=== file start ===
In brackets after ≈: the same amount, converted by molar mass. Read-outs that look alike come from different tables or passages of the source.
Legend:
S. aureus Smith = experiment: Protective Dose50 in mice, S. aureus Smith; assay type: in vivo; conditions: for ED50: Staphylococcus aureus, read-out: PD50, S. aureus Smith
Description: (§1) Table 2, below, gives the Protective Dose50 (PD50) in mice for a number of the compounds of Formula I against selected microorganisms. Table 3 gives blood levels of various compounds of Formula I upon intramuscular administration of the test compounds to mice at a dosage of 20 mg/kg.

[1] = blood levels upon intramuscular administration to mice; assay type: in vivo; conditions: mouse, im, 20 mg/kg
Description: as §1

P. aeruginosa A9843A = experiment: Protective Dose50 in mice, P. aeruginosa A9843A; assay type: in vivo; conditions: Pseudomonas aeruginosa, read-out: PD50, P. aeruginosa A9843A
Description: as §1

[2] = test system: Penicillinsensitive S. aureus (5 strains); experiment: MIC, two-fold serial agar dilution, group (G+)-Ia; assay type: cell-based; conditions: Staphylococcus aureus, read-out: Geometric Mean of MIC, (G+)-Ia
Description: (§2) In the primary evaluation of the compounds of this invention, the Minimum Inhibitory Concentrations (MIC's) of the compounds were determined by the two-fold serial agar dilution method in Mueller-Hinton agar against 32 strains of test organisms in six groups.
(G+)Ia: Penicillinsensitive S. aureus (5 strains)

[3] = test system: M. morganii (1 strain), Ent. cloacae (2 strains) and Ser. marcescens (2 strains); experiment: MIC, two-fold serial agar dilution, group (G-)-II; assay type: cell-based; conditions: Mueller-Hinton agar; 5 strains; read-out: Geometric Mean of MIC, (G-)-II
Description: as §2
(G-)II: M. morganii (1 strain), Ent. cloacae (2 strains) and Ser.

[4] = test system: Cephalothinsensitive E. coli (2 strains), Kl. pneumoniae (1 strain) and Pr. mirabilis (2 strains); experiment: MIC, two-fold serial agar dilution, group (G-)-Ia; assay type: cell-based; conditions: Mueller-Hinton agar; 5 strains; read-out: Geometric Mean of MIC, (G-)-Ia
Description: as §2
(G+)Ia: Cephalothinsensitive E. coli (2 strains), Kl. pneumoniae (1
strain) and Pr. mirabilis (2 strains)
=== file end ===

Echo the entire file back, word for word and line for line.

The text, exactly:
In brackets after ≈: the same amount, converted by molar mass. Read-outs that look alike come from different tables or passages of the source.
Legend:
S. aureus Smith = experiment: Protective Dose50 in mice, S. aureus Smith; assay type: in vivo; conditions: for ED50: Staphylococcus aureus, read-out: PD50, S. aureus Smith
Description: (§1) Table 2, below, gives the Protective Dose50 (PD50) in mice for a number of the compounds of Formula I against selected microorganisms. Table 3 gives blood levels of various compounds of Formula I upon intramuscular administration of the test compounds to mice at a dosage of 20 mg/kg.

[1] = blood levels upon intramuscular administration to mice; assay type: in vivo; conditions: mouse, im, 20 mg/kg
Description: as §1

P. aeruginosa A9843A = experiment: Protective Dose50 in mice, P. aeruginosa A9843A; assay type: in vivo; conditions: Pseudomonas aeruginosa, read-out: PD50, P. aeruginosa A9843A
Description: as §1

[2] = test system: Penicillinsensitive S. aureus (5 strains); experiment: MIC, two-fold serial agar dilution, group (G+)-Ia; assay type: cell-based; conditions: Staphylococcus aureus, read-out: Geometric Mean of MIC, (G+)-Ia
Description: (§2) In the primary evaluation of the compounds of this invention, the Minimum Inhibitory Concentrations (MIC's) of the compounds were determined by the two-fold serial agar dilution method in Mueller-Hinton agar against 32 strains of test organisms in six groups.
(G+)Ia: Penicillinsensitive S. aureus (5 strains)

[3] = test system: M. morganii (1 strain), Ent. cloacae (2 strains) and Ser. marcescens (2 strains); experiment: MIC, two-fold serial agar dilution, group (G-)-II; assay type: cell-based; conditions: Mueller-Hinton agar; 5 strains; read-out: Geometric Mean of MIC, (G-)-II
Description: as §2
(G-)II: M. morganii (1 strain), Ent. cloacae (2 strains) and Ser.

[4] = test system: Cephalothinsensitive E. coli (2 strains), Kl. pneumoniae (1 strain) and Pr. mirabilis (2 strains); experiment: MIC, two-fold serial agar dilution, group (G-)-Ia; assay type: cell-based; conditions: Mueller-Hinton agar; 5 strains; read-out: Geometric Mean of MIC, (G-)-Ia
Description: as §2
(G+)Ia: Cephalothinsensitive E. coli (2 strains), Kl. pneumoniae (1
strain) and Pr. mirabilis (2 strains)